I got this at auction (seemed like a good idea at the time) but know nothing about it other than it's very long, thin and looks very unstable. Apparently, people choose to set sail in these, personally I prefer something a lot wider with an engine. Still, whatever floats yer boat..... This particular death trap is approx twenty one and a half feet long and has the width of the average pencil case. As you can see it has no deck - maybe it's open so you can make a quick exit when it rolls over or it may have had a plywood deck which I'm sure could easily be made. The hull seems sound and I'm sure would make a good project for someone with a death wish.
Obviously it's collection only - I doubt the postman has a sack big enough, but if you want to arrange a courier yourself you are more than welcome. Located in Brixham, South Devon.
26/6/2014 A kind person has just emailed the following info:
This is called a "restricted scull" and were widely used by Eton College (and still are) to help train people to learn to scull.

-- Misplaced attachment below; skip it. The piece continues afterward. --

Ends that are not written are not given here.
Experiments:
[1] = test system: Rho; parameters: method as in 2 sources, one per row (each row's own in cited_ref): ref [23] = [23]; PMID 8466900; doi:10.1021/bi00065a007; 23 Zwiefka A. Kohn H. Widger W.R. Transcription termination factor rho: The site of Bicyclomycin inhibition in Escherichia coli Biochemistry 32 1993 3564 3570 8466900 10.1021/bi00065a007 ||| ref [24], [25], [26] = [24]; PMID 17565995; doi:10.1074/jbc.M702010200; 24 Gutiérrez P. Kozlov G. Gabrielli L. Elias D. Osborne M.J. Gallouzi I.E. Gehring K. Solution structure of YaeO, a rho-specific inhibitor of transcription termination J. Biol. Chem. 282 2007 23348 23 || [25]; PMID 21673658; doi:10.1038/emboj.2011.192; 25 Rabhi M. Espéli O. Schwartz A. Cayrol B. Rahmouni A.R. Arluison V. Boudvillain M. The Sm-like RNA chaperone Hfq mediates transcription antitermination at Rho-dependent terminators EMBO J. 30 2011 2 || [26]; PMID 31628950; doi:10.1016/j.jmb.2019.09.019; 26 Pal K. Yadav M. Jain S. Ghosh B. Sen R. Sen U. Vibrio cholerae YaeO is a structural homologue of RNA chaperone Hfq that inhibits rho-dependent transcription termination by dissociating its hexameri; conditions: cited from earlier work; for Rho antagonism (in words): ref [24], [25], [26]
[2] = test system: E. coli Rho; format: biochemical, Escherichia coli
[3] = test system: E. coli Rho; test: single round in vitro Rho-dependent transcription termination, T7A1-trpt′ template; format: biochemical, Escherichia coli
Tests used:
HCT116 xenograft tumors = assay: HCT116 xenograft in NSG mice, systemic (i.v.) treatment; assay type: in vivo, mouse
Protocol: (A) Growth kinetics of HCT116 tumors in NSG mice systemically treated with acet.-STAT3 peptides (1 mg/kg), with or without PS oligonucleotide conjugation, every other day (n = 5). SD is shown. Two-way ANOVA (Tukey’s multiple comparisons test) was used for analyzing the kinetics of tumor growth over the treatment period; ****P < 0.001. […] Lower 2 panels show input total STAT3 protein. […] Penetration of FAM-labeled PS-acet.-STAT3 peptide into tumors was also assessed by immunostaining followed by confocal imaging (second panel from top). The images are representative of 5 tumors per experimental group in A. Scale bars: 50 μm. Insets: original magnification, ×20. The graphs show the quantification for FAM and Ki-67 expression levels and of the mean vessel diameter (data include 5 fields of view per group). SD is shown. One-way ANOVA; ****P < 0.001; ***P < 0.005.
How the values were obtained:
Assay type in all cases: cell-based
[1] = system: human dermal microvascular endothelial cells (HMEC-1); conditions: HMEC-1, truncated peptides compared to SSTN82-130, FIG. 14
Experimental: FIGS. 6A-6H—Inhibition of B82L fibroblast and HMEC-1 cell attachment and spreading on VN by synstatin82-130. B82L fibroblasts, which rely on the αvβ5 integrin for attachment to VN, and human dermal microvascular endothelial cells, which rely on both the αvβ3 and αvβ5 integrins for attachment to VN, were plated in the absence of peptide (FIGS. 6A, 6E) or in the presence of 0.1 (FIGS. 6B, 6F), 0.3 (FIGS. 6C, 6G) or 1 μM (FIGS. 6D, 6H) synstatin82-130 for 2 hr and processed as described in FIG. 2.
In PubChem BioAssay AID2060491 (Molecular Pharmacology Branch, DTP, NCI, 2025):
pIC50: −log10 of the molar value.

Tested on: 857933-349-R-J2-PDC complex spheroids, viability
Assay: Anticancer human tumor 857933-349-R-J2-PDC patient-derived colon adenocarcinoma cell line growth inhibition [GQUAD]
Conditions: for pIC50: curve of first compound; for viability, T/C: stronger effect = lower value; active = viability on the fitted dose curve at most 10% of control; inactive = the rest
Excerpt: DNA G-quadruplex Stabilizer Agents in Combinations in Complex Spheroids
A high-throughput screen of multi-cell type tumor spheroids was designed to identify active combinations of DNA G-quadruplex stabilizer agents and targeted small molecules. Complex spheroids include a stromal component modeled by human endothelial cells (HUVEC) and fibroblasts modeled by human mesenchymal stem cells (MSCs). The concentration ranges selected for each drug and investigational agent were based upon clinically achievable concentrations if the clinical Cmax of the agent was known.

I rescued number "five" over a decade ago after finding it in a barn. Yours is number "six" which like mine was written upside down when viewed in the water.
Yours needs the sliding seat, riggers and canvas cover before it can be used. These are all available from suitable rowing spare parts sellers. even on ebay.
Of course, the seller may have been prejudiced by the fact that he lives in Brixham where a fine boat like this is about as much at home as a Ferrari on Everest. And I love that the boatman has stencilled the number to be easily readable when the boat is on the rack in the boathouse, without any consideration to how it might look out on the water. His own convenience came way ahead of that of the Eton scholars and his social superiors actually rowing the boat.Thanks to Andrew Berry for drawing my attention to this gem.